Portal Piranhas

“I’m Clark Benson,” says the white-haired man in a three-piece suit, “and this is…” he holds his microphone out to a packed studio audience.


The crowd’s roars mix with piped theme music, making my ears crackle. I want to cover them but remember I’m on TV and everyone is tuned in—even those assholes from work. I try to smile, but end up looking more like a growling pug.

“That’s right!” Benson continues. “Tonight I’m here with Ted and Jack who are about to jump dimensions…for our amusement and their bank accounts!” he says, leading the crowd in raucous applause. “Are you ready, Ted?”

I nod. “Need to pay off those student loans, but I’m really in it for the glory!” I point at my opponent in playful aggression. “And to beat this guy!”

Jack mouths an obscenity.

I size him up. Squat with a fiery personality to match crazed hair. I’d have guessed he skipped high school, if there hadn’t been an age minimum for the show.

“That’s what I like to see,” Benson says. “I’m guessing you’re up to the challenge, Jack?”

“Eye on the prize,” he chortles. “And on this loser!”

“Best of luck.” I say, extending my hand. Jack bats it away. 

“The rules are simple,” Benson paces the stage with a Cheshire grin. “I spin the Wheel of Time. It’ll give us the place where Ted and Jack will compete for today’s jackpot. Once they’ve entered the Portal, they have fifteen minutes to complete their objective—armed only with everyday objects!”

“SPIN THAT WHEEL!” the crowd booms.

Words blur as the twenty-foot wheel whirls, clicking slower as our assigned location approaches. 

“Looks like you boys are getting your ears lowered. You’re headed to the ‘Hair Salon.’” Benson pushes a button and the huge digital display illuminates, tinting our faces red. 

“And the Randomizer says…” Benson taps his foot. “1954. Pompadours, crew cuts, and bouffants are in your future…well past.” He laughs. “Open the boxes by your stations to get your items.”

“Here we go,” I say.

Jack holds up a pair of rank gym shoes. I hold up a bottle of glue. 

The audience hollers as the Portal hums to life. Its essence spinning like clothes in a front-load washer.

“You must complete your tasks only with the items we’ve supplied.” Benson turns to me, “Ted, your mission is to convince Sue-Ellen to let you wash her hair with glue. And Jack, you’ll have to convince Bobby to swap his new saddle shoes for reeking gym shoes.” 

We walk through together and appear in mid-conversation with our respective clients. 

The Portal must have screwed with my head—I don’t remember the competition. My memory jumps from seeing the girl to Sue-Ellen hugging me and begging to keep the glue bottle.

“I guess I won,” I say to Jack with a shrug.

The Portal’s hum returns and it appears in the corner.

“That’s our ride,” I say. 

Jack rolls his eyes but follows me through.

We’re not met with riotous cheers and studio lights; we’re still in the hair salon—but it’s changed. Now dark, dirty, and grey. Its life gone.

“Where are we?” Jack speaks to me for the first time. 

“I don’t know,” I say, my voice dead. 

I run to the front door and shove, straining my back. “It’s not opening!” Jack rushes against it; it’s as solid as a brick wall.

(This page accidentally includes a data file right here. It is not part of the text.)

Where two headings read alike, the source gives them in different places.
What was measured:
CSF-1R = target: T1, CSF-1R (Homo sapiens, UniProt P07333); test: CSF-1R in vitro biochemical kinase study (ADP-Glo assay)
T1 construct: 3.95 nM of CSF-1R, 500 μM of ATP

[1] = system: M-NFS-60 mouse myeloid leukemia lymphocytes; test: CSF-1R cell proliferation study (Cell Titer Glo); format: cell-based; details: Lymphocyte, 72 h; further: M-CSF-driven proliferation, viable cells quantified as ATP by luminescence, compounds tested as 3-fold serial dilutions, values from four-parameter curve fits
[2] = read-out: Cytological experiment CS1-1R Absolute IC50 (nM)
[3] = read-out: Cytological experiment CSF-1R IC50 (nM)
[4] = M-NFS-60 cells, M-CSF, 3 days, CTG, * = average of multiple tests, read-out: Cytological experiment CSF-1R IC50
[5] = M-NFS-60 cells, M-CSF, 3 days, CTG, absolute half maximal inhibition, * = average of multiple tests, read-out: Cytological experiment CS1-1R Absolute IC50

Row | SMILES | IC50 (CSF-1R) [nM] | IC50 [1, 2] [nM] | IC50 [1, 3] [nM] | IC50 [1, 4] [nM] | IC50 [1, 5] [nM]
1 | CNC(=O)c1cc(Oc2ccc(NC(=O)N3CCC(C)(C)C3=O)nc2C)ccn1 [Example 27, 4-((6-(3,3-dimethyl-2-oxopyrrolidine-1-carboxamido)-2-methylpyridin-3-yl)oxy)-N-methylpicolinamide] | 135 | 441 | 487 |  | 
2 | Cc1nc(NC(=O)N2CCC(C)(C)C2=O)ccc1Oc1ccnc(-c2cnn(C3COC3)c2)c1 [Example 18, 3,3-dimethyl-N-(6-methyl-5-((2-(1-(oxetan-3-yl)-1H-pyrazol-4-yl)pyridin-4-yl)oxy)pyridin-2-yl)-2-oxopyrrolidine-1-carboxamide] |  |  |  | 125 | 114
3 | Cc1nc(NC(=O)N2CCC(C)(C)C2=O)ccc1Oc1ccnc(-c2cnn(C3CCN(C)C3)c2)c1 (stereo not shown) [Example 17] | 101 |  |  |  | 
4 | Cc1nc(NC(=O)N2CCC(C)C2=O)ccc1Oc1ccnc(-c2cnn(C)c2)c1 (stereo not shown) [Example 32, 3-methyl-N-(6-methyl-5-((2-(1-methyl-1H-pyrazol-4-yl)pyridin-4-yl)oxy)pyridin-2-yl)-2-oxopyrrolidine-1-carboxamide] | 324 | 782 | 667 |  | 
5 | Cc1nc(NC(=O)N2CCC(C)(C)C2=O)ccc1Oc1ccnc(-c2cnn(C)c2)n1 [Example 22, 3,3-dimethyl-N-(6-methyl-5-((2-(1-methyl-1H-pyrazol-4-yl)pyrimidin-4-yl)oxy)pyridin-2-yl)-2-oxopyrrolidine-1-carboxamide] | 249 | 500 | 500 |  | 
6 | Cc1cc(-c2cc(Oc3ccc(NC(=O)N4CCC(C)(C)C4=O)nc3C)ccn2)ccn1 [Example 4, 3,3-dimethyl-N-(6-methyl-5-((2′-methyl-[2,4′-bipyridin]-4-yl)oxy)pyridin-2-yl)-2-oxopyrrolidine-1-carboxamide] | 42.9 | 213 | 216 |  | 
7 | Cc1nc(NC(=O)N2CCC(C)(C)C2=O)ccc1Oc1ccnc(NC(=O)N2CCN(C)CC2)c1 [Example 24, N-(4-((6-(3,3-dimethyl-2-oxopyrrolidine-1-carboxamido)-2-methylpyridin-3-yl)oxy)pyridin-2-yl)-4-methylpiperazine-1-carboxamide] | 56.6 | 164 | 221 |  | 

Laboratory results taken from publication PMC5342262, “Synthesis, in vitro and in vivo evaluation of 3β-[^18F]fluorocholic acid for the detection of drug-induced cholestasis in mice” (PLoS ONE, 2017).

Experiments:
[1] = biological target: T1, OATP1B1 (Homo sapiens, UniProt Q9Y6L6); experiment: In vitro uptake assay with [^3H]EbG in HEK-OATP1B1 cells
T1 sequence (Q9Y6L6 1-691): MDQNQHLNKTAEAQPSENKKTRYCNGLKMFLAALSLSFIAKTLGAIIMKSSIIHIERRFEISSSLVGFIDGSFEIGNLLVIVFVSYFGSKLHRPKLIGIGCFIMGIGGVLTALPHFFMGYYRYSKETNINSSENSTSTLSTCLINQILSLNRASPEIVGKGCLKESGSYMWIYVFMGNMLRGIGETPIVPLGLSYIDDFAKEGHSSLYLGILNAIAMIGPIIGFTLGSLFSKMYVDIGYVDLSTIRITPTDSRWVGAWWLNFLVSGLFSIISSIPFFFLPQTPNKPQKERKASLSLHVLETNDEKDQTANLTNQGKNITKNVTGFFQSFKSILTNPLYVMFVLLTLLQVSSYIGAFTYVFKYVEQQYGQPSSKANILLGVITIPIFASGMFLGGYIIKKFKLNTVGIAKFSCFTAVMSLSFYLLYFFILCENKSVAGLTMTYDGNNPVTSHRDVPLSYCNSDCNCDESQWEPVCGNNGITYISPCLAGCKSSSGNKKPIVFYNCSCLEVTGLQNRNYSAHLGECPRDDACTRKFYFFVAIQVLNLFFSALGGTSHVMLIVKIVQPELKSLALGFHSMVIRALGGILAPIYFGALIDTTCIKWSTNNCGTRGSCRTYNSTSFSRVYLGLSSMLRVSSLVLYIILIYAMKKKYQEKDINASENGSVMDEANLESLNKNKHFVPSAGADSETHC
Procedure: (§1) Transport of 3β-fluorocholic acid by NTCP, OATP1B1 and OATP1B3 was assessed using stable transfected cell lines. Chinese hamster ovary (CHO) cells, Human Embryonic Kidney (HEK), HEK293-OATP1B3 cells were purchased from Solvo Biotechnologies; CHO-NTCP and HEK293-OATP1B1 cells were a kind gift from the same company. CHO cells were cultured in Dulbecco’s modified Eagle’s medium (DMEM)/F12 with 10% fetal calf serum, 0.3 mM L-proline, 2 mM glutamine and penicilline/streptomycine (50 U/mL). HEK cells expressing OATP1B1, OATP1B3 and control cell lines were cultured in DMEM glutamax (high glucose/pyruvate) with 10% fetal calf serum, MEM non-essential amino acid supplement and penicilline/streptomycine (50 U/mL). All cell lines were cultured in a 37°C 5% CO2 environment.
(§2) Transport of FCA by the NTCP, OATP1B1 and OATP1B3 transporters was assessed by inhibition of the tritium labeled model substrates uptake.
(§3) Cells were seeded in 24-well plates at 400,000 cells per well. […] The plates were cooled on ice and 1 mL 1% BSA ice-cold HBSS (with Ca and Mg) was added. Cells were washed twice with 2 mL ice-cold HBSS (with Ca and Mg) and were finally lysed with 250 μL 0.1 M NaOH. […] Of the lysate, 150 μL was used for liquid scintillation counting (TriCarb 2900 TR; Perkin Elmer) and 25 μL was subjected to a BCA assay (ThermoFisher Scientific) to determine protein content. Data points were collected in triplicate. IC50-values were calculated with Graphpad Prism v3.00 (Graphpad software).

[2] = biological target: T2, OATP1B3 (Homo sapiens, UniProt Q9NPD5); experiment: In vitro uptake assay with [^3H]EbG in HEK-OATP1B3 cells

“This isn’t supposed to happen!” My voice shakes. “I don’t want to do this anymore,” I say to the ceiling. “I don’t care about the money! Jack can have it! You can keep it! Just let me out!”

A screen drops, covering the door. “And here’s the man of the hour!” Jack and I are mesmerized by the flickering images of our doppelgangers exiting the Portal, waving to the crowd and rejoining Benson on stage. 

My jaw falls slack. Jack clunks to the floor.

“I had the same reaction,” says a distinctive voice. “Skin-Stealers—at least that’s what I call them. They’re everywhere. You probably even know some.” 

“Skin-Stealers?” My face contorts. 

“You’ve at least met one.” 

I recognize the face flattened against the salon’s window peering at me. “Clark Benson?”

“The real Clark Benson,” he corrects. “The one you met and just saw on the screen isn’t me…not really. He shares my face, voice, mannerisms—not sure about his memories—but he’s not me anymore than those look-alikes are you!”

“I’m finished!” My voice wobbles. “I won’t sue!”

The real Clark Benson laughed. “I’m sure the Glael will appreciate that—“

“—The what?”

“Glael. The aliens—“

“—He’s insane,” I say to Jack with confidence, but I don’t believe my own words.

“I wish I was.” The real Benson squeezes his brow. “It’s an alien invasion…and not the ‘Take me to your leader’ type you’ve seen in movies where the mothership lands on the White House lawn. It’s the quiet, deliberate kind—engineered for their amusement.” His breath fogs the window from the outside. “PORTAL PIRANHAS is a takeover. Glael technology runs the machine, fame-hungry people the fodder—and now a Glael walks Earth in a Ted-suit.”

“You know my name?” 

“They let us watch here—wherever here is,” he says. “Fear make us taste better—or so Ms. Mefflon—the network’s CEO and Glael queen—claims.”

“Taste?” Jack jumps to his feet.

“Yes,” he pauses. “You’re going to be eaten.” The real Benson looked surprised, “I don’t usually admit that so quickly; it starts the process. You’ll be Ms. Mefflon’s next meal. Her royal table set with a Ted-dog and a Jack-burger to be had tonight when the show airs.”

Gears click, rotating the salon’s walls to reveal glowing red burners. I feel the heat instantly. My skin bubbles and Jack crisps.

“The only reason they’ve let me live,” the real Benson says, “is to season their meat with fear. I really am sorry.” His voice barely audible over our screams.

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